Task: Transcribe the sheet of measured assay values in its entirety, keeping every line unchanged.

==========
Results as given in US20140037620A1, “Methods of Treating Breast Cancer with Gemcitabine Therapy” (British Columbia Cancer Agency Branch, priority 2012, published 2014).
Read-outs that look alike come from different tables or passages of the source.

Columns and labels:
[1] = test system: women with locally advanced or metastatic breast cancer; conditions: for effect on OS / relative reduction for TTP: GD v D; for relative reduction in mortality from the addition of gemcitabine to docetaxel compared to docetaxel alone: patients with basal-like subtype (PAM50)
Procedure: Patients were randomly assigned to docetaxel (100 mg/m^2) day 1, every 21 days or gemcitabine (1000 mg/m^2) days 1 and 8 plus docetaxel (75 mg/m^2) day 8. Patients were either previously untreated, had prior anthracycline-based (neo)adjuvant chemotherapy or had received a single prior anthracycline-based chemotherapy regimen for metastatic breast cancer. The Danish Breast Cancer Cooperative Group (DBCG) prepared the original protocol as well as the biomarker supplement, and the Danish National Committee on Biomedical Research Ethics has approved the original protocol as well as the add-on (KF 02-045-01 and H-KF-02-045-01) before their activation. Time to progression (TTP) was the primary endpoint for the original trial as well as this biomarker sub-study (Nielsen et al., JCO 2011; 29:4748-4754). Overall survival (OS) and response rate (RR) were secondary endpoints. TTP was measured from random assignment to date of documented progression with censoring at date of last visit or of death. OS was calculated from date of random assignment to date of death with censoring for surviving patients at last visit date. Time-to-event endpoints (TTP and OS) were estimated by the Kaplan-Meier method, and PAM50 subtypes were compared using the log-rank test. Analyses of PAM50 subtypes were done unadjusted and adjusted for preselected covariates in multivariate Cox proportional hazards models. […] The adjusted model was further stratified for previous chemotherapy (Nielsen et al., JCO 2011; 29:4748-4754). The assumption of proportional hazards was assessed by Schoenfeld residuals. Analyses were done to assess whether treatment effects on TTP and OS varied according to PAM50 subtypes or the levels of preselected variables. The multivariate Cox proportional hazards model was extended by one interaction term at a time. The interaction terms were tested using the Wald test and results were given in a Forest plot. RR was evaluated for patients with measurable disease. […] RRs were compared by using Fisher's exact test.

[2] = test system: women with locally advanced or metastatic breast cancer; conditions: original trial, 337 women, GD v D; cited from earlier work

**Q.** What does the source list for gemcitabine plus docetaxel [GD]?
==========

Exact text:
Results as given in US20140037620A1, “Methods of Treating Breast Cancer with Gemcitabine Therapy” (British Columbia Cancer Agency Branch, priority 2012, published 2014).
Read-outs that look alike come from different tables or passages of the source.

Columns and labels:
[1] = test system: women with locally advanced or metastatic breast cancer; conditions: for effect on OS / relative reduction for TTP: GD v D; for relative reduction in mortality from the addition of gemcitabine to docetaxel compared to docetaxel alone: patients with basal-like subtype (PAM50)
Procedure: Patients were randomly assigned to docetaxel (100 mg/m^2) day 1, every 21 days or gemcitabine (1000 mg/m^2) days 1 and 8 plus docetaxel (75 mg/m^2) day 8. Patients were either previously untreated, had prior anthracycline-based (neo)adjuvant chemotherapy or had received a single prior anthracycline-based chemotherapy regimen for metastatic breast cancer. The Danish Breast Cancer Cooperative Group (DBCG) prepared the original protocol as well as the biomarker supplement, and the Danish National Committee on Biomedical Research Ethics has approved the original protocol as well as the add-on (KF 02-045-01 and H-KF-02-045-01) before their activation. Time to progression (TTP) was the primary endpoint for the original trial as well as this biomarker sub-study (Nielsen et al., JCO 2011; 29:4748-4754). Overall survival (OS) and response rate (RR) were secondary endpoints. TTP was measured from random assignment to date of documented progression with censoring at date of last visit or of death. OS was calculated from date of random assignment to date of death with censoring for surviving patients at last visit date. Time-to-event endpoints (TTP and OS) were estimated by the Kaplan-Meier method, and PAM50 subtypes were compared using the log-rank test. Analyses of PAM50 subtypes were done unadjusted and adjusted for preselected covariates in multivariate Cox proportional hazards models. […] The adjusted model was further stratified for previous chemotherapy (Nielsen et al., JCO 2011; 29:4748-4754). The assumption of proportional hazards was assessed by Schoenfeld residuals. Analyses were done to assess whether treatment effects on TTP and OS varied according to PAM50 subtypes or the levels of preselected variables. The multivariate Cox proportional hazards model was extended by one interaction term at a time. The interaction terms were tested using the Wald test and results were given in a Forest plot. RR was evaluated for patients with measurable disease. […] RRs were compared by using Fisher's exact test.

[2] = test system: women with locally advanced or metastatic breast cancer; conditions: original trial, 337 women, GD v D; cited from earlier work

**Q.** What does the source list for gemcitabine plus docetaxel [GD]?